Fort McCoy News February 13, 2015

New IMMA curing booth to speed painting process

Public Affairs Staff

A new paint-curing booth at the Installation Materiel Maintenance Activity (IMMA) in building 200 will enhance the activity's vehicle and equipment painting process.

photo for curing booth
Jerry King of King Electric, Heating and Air Conditioning of Stoughton, Wis., works on the installation of equipment in a new $425,000 paint curing booth for the Installation Materiel Maintenance Activity in building 200.

IMMA provides materiel maintenance support to all Fort McCoy base operations, reserve-component training units and tenant activities. This support includes regularly painting vehicles and equipment, said IMMA Maintenance Division Chief Jeff Wessels.

The $425,000 project was awarded to Platt Construction of Tomah, Wis. Demolition work began in October 2014; booth construction began in late-November.

King Electric, Heating and Air Conditioning of Stoughton, Wis., is supporting the installation of the booth. Company owner Jerry King said the project will provide state-of-the-art paint-curing technology.

"When in operation, this booth will reach approximately 160 degrees," King said. "It has many heaters, and with air circulation, will make curing paint go quickly."

The current IMMA paint-curing process takes three days, said IMMA Production Control Supervisor Eric Fox. Curing a paint finish means bringing it to its intended degree of hardness and luster.

"Right now, after painting a piece of equipment, it will stay in the paint booth for 24 hours to dry," Fox said. "After that, we move the vehicle to a tent where the paint will cure for another 48 hours."

When the new booth is fully operational, paint-curing time will be reduced to just three hours.

"This booth will expand our capability and throughput significantly for painting operations," Wessels said. "We also use water-dispersible, chemical agent-resistant coatings (water-based paints) that will cure faster in this booth. Overall, it will reduce the possibility of a backlog being created when there are a large number of items to be painted."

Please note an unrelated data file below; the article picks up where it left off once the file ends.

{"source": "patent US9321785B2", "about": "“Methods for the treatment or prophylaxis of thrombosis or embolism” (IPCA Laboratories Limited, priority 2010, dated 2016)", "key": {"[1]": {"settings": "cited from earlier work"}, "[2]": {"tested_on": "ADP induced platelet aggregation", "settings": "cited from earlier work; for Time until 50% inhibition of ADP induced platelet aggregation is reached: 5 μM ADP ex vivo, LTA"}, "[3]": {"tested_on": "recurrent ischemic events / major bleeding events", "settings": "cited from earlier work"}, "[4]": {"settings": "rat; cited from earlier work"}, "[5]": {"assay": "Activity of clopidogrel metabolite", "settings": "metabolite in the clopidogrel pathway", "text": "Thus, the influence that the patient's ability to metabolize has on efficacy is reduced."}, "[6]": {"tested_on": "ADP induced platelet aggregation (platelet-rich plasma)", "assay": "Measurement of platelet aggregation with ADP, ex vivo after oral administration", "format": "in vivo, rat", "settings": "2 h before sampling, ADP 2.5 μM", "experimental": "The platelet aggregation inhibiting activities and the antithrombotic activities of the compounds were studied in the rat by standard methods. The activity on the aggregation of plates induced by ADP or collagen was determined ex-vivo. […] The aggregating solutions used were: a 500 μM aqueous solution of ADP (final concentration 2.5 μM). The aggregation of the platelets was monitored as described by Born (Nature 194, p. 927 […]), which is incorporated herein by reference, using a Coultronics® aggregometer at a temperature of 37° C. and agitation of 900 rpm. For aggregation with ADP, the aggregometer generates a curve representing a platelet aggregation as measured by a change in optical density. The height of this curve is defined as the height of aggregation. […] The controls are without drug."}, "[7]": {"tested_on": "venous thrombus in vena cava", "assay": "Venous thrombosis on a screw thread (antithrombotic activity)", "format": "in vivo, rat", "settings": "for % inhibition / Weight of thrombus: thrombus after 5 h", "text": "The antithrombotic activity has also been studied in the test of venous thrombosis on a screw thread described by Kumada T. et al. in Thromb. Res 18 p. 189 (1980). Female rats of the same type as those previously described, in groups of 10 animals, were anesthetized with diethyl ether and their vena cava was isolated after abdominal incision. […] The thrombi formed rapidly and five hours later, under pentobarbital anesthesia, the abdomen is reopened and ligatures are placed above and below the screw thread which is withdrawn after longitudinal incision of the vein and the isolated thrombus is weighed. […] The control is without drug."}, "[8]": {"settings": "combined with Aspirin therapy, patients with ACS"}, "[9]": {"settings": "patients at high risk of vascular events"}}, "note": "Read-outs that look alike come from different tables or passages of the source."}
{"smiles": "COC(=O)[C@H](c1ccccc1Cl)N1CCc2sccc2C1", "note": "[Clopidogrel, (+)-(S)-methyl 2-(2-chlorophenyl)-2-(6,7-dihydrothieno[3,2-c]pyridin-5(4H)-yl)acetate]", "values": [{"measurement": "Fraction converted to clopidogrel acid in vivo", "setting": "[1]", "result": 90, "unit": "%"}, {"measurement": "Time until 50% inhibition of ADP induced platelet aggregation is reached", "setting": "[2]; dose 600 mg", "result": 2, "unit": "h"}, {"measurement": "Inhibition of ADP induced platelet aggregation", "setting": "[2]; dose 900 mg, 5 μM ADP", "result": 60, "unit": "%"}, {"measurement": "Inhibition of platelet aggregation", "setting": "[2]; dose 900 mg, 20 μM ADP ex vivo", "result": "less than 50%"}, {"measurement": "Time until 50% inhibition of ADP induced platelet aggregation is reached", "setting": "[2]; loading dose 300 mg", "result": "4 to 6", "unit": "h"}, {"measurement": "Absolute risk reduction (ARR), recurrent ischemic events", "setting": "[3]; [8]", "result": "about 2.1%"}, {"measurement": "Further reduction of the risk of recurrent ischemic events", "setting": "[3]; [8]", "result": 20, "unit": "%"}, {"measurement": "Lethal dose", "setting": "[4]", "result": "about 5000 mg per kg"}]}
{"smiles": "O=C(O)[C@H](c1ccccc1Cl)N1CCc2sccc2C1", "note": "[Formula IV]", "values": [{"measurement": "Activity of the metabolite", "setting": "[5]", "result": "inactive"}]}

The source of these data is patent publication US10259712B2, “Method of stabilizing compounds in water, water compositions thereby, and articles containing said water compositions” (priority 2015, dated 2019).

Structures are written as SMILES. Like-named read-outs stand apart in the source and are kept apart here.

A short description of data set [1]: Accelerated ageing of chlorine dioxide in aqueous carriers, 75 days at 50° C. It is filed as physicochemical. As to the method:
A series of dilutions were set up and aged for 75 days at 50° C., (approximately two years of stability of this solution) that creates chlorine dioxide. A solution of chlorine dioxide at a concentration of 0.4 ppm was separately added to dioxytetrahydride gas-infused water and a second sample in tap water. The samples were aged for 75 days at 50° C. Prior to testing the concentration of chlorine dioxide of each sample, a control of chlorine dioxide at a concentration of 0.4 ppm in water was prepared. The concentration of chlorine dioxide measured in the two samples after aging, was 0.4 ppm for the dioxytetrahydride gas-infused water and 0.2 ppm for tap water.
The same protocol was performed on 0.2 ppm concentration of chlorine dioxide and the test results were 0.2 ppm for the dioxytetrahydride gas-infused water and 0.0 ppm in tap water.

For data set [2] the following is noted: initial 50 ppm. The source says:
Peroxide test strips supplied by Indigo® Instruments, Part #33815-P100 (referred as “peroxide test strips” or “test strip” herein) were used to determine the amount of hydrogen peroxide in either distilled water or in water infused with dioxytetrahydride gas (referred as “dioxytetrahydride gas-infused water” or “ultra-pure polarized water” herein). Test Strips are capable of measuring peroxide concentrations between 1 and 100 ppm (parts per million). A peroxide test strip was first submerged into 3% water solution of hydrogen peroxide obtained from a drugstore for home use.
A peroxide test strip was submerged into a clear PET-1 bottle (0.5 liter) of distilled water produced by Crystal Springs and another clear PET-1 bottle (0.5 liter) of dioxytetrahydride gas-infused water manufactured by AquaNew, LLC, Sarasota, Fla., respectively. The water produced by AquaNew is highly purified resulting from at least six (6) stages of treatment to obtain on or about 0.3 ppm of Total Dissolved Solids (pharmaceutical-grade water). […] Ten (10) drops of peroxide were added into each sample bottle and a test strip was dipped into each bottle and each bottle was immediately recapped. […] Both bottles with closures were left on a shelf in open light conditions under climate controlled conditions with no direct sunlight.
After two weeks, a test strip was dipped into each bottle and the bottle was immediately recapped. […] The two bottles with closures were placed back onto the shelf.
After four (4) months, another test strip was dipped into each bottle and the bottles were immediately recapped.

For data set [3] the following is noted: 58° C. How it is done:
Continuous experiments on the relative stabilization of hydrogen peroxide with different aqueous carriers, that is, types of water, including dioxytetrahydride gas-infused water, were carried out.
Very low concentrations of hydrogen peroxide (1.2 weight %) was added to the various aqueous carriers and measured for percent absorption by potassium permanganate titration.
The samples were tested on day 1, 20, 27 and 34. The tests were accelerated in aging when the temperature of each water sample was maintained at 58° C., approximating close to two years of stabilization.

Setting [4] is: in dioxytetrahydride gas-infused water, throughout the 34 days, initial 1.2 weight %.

Fox added, "We should be able to at least double our capacity immediately."

The booth is one of the largest available, Fox said. Together with the paint booth, IMMA's painting operations also should be able to accommodate nearly every piece of equipment in the Army inventory. "You can fit the largest wheel and track vehicles in there," he said.

Wessels said with the increased capability, more high-quantity equipment painting projects may be on the horizon that are similar to what Fort McCoy has had in the past.

"If there are reset projects at the national level for vehicles and equipment, the Army can look at our facility and see we have this great capability," Wessels said.

The curing booth investment also should save energy and be more environmentally friendly.

The booth features a catalytic infrared and re-circulated air oven system that provides for accelerated paint curing, which uses 30 percent less energy compared to traditional curing processes. Also, the catalytic systems operation is by chemical reaction with no flame, which eliminates the release of mono-nitrogen oxides into the atmosphere.

For more information about IMMA operations, call 608-388-7640.